A new spatial biology platform using deep learning could establish new levels of accuracy, speed, and generalisability in multiplex immunofluorescence (mIF) analysis.
While mIF is a powerful technology for cancer research, current tools for mIF image analysis are time-consuming, manual, and not robust enough to generalise across different platforms, markers and indications.
The new platform brings 40% improvement in accuracy compared to other solutions, while also reducing mIF analysis time-to-results from months to weeks.
Dr Ken Bloom, Head of Pathology at Nucleai, said: “Our deep learning approach will enable the standardisation of mIF-based analysis and help establish multiplex as common practice throughout drug R&D.”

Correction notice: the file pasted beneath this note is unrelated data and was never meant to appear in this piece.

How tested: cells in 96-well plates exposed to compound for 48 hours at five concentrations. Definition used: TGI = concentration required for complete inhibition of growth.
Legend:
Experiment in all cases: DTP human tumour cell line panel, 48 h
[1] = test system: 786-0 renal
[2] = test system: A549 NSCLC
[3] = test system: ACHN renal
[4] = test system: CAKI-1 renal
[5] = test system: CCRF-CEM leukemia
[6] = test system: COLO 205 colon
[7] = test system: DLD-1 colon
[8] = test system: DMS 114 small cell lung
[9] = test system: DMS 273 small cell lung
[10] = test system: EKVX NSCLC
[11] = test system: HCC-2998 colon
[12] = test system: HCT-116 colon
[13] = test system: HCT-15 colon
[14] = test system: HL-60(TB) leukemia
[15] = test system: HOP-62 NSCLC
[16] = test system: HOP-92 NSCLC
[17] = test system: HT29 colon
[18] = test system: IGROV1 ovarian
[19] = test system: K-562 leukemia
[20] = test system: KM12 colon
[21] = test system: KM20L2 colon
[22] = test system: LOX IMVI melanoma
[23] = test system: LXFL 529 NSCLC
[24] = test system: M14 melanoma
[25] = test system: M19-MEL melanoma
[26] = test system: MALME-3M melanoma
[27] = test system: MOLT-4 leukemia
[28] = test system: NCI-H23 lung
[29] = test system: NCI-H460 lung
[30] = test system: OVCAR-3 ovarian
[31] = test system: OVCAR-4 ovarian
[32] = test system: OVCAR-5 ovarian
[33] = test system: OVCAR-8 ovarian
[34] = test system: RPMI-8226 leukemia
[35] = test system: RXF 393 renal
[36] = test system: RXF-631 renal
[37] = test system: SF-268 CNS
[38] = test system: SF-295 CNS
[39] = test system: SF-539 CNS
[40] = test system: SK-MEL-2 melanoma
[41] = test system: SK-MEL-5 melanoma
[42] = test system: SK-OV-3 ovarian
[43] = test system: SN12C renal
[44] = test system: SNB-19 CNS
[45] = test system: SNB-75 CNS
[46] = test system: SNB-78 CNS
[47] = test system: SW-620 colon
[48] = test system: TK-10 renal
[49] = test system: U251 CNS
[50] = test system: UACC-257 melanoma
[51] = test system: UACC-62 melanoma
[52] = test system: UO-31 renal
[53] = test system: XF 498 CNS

Nucleai’s AI spatial models, which are optimised for multiplex assays, derive new insights from tissue biopsies, including novel drug targets, mechanisms of action, and potential biomarkers to advance the field of precision medicine. The tumour microenvironment is a highly complex ecosystem, and spatial biology can be used to unlock the important relationships and interactions.